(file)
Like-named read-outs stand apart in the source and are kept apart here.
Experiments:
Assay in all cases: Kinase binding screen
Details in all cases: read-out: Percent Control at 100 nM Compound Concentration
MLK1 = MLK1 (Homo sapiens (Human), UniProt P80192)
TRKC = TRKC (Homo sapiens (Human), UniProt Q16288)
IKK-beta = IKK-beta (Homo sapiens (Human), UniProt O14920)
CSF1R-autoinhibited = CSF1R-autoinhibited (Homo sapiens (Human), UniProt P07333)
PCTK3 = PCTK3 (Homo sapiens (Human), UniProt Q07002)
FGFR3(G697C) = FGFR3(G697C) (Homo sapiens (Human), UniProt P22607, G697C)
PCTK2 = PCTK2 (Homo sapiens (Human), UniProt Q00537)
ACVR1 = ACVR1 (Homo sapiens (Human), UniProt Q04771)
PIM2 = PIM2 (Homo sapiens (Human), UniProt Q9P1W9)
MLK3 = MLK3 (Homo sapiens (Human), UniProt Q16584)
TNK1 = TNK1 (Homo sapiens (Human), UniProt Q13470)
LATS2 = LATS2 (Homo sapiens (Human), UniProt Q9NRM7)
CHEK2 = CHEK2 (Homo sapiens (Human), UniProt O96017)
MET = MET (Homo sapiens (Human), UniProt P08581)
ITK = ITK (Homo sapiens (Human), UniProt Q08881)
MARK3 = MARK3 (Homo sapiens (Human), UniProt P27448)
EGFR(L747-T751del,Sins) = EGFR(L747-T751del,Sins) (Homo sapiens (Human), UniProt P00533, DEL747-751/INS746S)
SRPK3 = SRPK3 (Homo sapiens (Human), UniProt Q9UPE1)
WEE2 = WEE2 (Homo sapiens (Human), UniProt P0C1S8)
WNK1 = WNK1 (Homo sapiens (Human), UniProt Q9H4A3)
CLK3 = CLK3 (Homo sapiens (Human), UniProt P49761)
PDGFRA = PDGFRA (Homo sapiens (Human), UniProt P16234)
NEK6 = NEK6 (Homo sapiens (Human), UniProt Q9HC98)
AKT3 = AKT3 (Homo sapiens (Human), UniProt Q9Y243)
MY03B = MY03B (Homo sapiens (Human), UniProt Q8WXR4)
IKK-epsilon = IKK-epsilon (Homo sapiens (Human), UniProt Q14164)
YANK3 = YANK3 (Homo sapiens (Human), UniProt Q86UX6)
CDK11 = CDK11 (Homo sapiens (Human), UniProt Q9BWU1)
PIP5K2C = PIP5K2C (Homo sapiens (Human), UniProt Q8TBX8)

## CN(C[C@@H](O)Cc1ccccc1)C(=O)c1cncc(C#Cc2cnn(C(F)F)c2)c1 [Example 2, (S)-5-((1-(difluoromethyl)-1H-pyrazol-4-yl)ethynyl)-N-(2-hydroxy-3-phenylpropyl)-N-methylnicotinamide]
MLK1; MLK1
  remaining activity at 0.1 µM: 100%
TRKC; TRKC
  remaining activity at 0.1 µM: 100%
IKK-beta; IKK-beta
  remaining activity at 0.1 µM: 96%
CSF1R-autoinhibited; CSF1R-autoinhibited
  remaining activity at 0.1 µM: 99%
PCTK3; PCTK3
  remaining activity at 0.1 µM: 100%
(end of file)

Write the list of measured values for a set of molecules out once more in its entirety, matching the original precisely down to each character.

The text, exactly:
Like-named read-outs stand apart in the source and are kept apart here.
Experiments:
Assay in all cases: Kinase binding screen
Details in all cases: read-out: Percent Control at 100 nM Compound Concentration
MLK1 = MLK1 (Homo sapiens (Human), UniProt P80192)
TRKC = TRKC (Homo sapiens (Human), UniProt Q16288)
IKK-beta = IKK-beta (Homo sapiens (Human), UniProt O14920)
CSF1R-autoinhibited = CSF1R-autoinhibited (Homo sapiens (Human), UniProt P07333)
PCTK3 = PCTK3 (Homo sapiens (Human), UniProt Q07002)
FGFR3(G697C) = FGFR3(G697C) (Homo sapiens (Human), UniProt P22607, G697C)
PCTK2 = PCTK2 (Homo sapiens (Human), UniProt Q00537)
ACVR1 = ACVR1 (Homo sapiens (Human), UniProt Q04771)
PIM2 = PIM2 (Homo sapiens (Human), UniProt Q9P1W9)
MLK3 = MLK3 (Homo sapiens (Human), UniProt Q16584)
TNK1 = TNK1 (Homo sapiens (Human), UniProt Q13470)
LATS2 = LATS2 (Homo sapiens (Human), UniProt Q9NRM7)
CHEK2 = CHEK2 (Homo sapiens (Human), UniProt O96017)
MET = MET (Homo sapiens (Human), UniProt P08581)
ITK = ITK (Homo sapiens (Human), UniProt Q08881)
MARK3 = MARK3 (Homo sapiens (Human), UniProt P27448)
EGFR(L747-T751del,Sins) = EGFR(L747-T751del,Sins) (Homo sapiens (Human), UniProt P00533, DEL747-751/INS746S)
SRPK3 = SRPK3 (Homo sapiens (Human), UniProt Q9UPE1)
WEE2 = WEE2 (Homo sapiens (Human), UniProt P0C1S8)
WNK1 = WNK1 (Homo sapiens (Human), UniProt Q9H4A3)
CLK3 = CLK3 (Homo sapiens (Human), UniProt P49761)
PDGFRA = PDGFRA (Homo sapiens (Human), UniProt P16234)
NEK6 = NEK6 (Homo sapiens (Human), UniProt Q9HC98)
AKT3 = AKT3 (Homo sapiens (Human), UniProt Q9Y243)
MY03B = MY03B (Homo sapiens (Human), UniProt Q8WXR4)
IKK-epsilon = IKK-epsilon (Homo sapiens (Human), UniProt Q14164)
YANK3 = YANK3 (Homo sapiens (Human), UniProt Q86UX6)
CDK11 = CDK11 (Homo sapiens (Human), UniProt Q9BWU1)
PIP5K2C = PIP5K2C (Homo sapiens (Human), UniProt Q8TBX8)

## CN(C[C@@H](O)Cc1ccccc1)C(=O)c1cncc(C#Cc2cnn(C(F)F)c2)c1 [Example 2, (S)-5-((1-(difluoromethyl)-1H-pyrazol-4-yl)ethynyl)-N-(2-hydroxy-3-phenylpropyl)-N-methylnicotinamide]
MLK1; MLK1
  remaining activity at 0.1 µM: 100%
TRKC; TRKC
  remaining activity at 0.1 µM: 100%
IKK-beta; IKK-beta
  remaining activity at 0.1 µM: 96%
CSF1R-autoinhibited; CSF1R-autoinhibited
  remaining activity at 0.1 µM: 99%
PCTK3; PCTK3
  remaining activity at 0.1 µM: 100%